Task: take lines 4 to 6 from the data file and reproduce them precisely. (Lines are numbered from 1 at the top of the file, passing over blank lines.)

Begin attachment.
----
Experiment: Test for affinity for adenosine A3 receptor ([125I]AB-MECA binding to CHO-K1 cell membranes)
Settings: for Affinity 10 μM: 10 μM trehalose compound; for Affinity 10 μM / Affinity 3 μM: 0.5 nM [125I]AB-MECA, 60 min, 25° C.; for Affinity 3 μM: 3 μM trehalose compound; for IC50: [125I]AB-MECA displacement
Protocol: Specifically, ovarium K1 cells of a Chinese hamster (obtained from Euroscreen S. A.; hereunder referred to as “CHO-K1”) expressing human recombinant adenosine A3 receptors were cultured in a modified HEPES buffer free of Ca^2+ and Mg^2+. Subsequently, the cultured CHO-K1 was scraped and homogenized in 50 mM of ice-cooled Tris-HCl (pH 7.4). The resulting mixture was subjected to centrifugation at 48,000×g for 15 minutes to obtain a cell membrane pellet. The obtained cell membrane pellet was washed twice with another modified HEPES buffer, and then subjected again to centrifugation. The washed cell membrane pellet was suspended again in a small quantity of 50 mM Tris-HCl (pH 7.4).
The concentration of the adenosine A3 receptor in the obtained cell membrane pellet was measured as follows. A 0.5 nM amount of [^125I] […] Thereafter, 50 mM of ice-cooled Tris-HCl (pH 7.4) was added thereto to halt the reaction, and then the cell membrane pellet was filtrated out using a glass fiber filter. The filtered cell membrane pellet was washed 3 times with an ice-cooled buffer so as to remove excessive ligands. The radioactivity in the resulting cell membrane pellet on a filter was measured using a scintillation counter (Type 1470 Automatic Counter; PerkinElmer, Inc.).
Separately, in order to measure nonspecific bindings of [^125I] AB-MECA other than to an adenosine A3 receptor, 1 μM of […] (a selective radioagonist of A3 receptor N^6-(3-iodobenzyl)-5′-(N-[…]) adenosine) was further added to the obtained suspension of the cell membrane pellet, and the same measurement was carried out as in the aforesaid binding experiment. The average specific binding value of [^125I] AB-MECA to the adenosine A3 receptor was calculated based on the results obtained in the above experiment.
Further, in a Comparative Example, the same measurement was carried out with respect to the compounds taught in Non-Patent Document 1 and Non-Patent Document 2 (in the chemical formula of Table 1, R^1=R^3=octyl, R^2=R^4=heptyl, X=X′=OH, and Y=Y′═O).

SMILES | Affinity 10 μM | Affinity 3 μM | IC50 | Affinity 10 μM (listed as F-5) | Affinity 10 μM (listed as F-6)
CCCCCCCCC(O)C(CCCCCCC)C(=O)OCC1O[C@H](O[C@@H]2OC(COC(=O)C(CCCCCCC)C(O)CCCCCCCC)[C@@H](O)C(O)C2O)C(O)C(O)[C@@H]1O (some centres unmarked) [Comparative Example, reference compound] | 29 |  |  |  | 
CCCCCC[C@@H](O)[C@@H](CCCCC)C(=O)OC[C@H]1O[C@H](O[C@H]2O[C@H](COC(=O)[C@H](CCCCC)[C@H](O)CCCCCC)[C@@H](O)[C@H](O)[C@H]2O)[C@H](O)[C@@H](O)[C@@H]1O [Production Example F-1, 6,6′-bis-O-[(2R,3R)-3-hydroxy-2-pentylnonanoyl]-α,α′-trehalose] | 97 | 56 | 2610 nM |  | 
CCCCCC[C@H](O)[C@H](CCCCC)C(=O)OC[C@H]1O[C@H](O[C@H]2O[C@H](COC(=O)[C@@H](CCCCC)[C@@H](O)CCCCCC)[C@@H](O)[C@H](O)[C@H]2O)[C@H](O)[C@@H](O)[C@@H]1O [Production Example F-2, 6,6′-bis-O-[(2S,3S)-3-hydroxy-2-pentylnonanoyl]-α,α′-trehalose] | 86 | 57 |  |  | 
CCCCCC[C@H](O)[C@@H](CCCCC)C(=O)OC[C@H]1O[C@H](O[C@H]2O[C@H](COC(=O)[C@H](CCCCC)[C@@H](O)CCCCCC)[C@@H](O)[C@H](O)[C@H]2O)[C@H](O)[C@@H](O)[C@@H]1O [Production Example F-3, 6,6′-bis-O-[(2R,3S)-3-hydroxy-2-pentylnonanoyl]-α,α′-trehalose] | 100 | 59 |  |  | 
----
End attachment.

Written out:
The concentration of the adenosine A3 receptor in the obtained cell membrane pellet was measured as follows. A 0.5 nM amount of [^125I] […] Thereafter, 50 mM of ice-cooled Tris-HCl (pH 7.4) was added thereto to halt the reaction, and then the cell membrane pellet was filtrated out using a glass fiber filter. The filtered cell membrane pellet was washed 3 times with an ice-cooled buffer so as to remove excessive ligands. The radioactivity in the resulting cell membrane pellet on a filter was measured using a scintillation counter (Type 1470 Automatic Counter; PerkinElmer, Inc.).
Separately, in order to measure nonspecific bindings of [^125I] AB-MECA other than to an adenosine A3 receptor, 1 μM of […] (a selective radioagonist of A3 receptor N^6-(3-iodobenzyl)-5′-(N-[…]) adenosine) was further added to the obtained suspension of the cell membrane pellet, and the same measurement was carried out as in the aforesaid binding experiment. The average specific binding value of [^125I] AB-MECA to the adenosine A3 receptor was calculated based on the results obtained in the above experiment.
Further, in a Comparative Example, the same measurement was carried out with respect to the compounds taught in Non-Patent Document 1 and Non-Patent Document 2 (in the chemical formula of Table 1, R^1=R^3=octyl, R^2=R^4=heptyl, X=X′=OH, and Y=Y′═O).